A strike by thousands of council workers and school staff has been criticised by council chiefs and MPs, who have branded it 'inconvenient' and reckless'.
Schools could close and some council services grind to a halt during the planned walkout on July 10.
It comes after Unison voted in favour of the strike action in a row over pay.
The walkout will coincide with planned action by the National Union of Teachers.
But the move has already sparked criticism, with leader of Walsall Council Mike Bird saying those who do strike will have their pay docked.
"Should the strike take place then we will be explaining to our residents this was a decision taken by Unison and not by the council," he said.
"It seems while cuts are being made the unions are seeking a pay rise. Well if people do decide to walk out they will be docked pay and it will be a saving to the council.
"At the end of the day it's members of the public who are being inconvenienced.
"We will be doing our upmost to ensure that residents will inconvenienced as little as possible and that any impact will be kept to a minimum."
Union leaders were today urged to come back around the negotiating table by South Staffordshire MP Gavin Williamson.
He said: "It is always a tragedy when anyone has to go on strike and we do respect people's right to strike, however you do find that union leaders are quick to march out on strike and not think of the consequences that it has to their members.
"I would encourage them to get back around the negotiating table and think about the affect this is going to have on teachers, children and parents as well as residents across Staffordshire."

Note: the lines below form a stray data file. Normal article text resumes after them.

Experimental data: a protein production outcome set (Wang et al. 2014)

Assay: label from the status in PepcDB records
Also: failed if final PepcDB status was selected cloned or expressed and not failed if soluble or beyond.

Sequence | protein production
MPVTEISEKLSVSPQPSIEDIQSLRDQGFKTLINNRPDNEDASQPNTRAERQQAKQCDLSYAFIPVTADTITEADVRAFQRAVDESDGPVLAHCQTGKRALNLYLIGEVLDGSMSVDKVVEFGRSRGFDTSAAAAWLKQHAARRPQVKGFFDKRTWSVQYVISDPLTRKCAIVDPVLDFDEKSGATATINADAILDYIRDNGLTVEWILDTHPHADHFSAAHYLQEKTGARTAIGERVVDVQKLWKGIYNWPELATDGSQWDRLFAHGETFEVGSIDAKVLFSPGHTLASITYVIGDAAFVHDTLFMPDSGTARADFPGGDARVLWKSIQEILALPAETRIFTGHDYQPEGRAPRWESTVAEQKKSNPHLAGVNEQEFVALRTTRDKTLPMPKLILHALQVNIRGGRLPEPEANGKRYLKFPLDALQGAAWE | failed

Dudley Council leader David Sparks said the authority was considering the implications of the Unison vote.
But Unison bosses insist the action is necessary following a proposed one per cent pay rise by the Government.
Tony Rabaiotti, Unison spokesman in the West Midlands, said: "“We have a clear majority for strike action so a one day strike will go ahead on July 10.
"Many of our members are low paid women earning barely above the minimum wage, who care for our children, our elderly and our vulnerable and they deserve better treatment than they have had at the hands of this Government. "
Adrian Turner, representative for Unison in Wolverhampton, warned all public services would be affected apart from bin collections, which are outsourced to private contractor Amey, and housing services offered by Wolverhampton Homes.
“We have not rushed into this. It is a last resort," he said.
“And we are still hopeful that nationally we can get employers back around the table.
“We have faced massive job losses and our members have endured three years of pay freezes so a one per cent rise is not acceptable."Subscribe to our Newsletter